Monday, September 2, 2013

Deconstructing "A Scientist's Conclusion."

This is for Desi, who wanted to know what really happened. Otherwise, I doubt I’d write this-reality-to-fiction synopsis of “A Scientist’s Conclusion.” I began this commentary  back in May, but summer got in the way of finishing it.  (The story begins here in case you want to read it through before reading this.) Anyway, here's the story of the story.

Many years ago, when I was doing a post-doctoral stint (those two years were the nadir of my life), I happened upon a newspaper story in the Philadelphia Inquirer about a Chinese graduate student in the biomedical sciences who shot his advisor. I no longer remember the details of the story, but I do remember thinking, “One day I want to write a story about a graduate student who kills his advisor.” That probably reflected the grimness of my life at the time.  I thought I should be able to depict the difficulty, the poverty, the isolation, the confusion, the demands, as well as the indifference verging on contempt suffered by many graduate students in the sciences, who endure a slave-like existence, living in fear that all their work may be in vain, knowing that half the students in the program never obtain the sought-after degree – flunking out or becoming too dispirited to continue.
I didn’t write the story then, and I later moved, got a decent job in a good lab, worked hard, published, and eventually became a graduate advisor in my own right. My first graduate student was a hand-me-down (as in the story) who had not performed well on his oral exam in another department and had been denied further study there. However, he was rescued by a faculty member in my department, who shortly thereafter took a job elsewhere and who begged me to take on this student. And yes, he was Chinese and had language difficulties.
I worked very hard with him. I mean, VERY hard. You have no idea how hard. And yes, we had difficulty with communication and with the very idea of what it means to do science. We did, indeed,  have an issue once with the idea of experimental controls. We were picking out photos for his dissertation, and we couldn’t find a good photo to illustrate a particular cell type in control animals. He showed me a photo that looked pretty good, but when I found out it had actually come from an experimental animal, I exploded. [Of such actions is scientific fraud born (and believe me, there’s enough of that out there already).] He somehow seemed unable to understand why that was taboo or why I was so upset. He later told a fellow student that I had "blown him up” (meaning, I had blown up at him).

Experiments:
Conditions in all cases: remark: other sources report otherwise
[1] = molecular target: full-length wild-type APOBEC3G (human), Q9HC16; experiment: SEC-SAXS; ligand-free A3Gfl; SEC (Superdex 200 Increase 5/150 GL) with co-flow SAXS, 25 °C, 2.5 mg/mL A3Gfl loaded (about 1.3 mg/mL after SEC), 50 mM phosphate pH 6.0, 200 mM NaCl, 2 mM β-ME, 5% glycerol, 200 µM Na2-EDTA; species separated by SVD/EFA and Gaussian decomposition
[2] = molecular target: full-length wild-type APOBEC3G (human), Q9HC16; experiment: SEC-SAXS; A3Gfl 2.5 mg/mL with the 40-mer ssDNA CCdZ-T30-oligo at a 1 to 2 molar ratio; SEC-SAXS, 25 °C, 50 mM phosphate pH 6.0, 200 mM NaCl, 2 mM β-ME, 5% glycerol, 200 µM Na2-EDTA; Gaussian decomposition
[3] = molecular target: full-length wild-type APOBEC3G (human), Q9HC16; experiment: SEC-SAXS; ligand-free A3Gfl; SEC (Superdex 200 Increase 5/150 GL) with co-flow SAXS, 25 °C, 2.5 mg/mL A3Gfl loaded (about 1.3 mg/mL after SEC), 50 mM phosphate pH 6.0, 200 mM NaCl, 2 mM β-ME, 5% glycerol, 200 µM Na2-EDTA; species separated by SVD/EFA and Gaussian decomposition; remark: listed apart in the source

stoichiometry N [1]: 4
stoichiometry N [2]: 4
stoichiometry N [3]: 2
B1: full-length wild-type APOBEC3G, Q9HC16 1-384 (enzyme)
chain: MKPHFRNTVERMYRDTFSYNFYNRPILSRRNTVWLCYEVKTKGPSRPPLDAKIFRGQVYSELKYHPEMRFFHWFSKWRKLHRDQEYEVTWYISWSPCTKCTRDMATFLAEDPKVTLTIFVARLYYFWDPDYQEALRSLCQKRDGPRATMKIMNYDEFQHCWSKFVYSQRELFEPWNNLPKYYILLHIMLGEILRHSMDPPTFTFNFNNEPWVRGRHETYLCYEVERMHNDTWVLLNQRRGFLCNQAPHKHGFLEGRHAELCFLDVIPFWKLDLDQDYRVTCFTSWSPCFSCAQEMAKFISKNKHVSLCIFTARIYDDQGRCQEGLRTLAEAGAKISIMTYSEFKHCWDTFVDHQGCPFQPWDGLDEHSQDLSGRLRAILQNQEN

When the time for his dissertation defense approached, as we were working on his presentation, he happened to mention that one of his fellow countryman had killed his advisor when he didn’t pass his defense. I viewed that as something of a veiled threat. However, he did all right on the defense (as a colleague said, “That was C…’s finest hour.”), and he obtained the Ph.D. Whew.
So I decided to write the story from a faculty advisor's point of view, but I also wanted to make the student seem sympathetic. The student in the story became Korean, which was odd because later (after retirement), I spent two years in Korea. Of course, in the story nobody wins. But I wanted to tell the story anyway.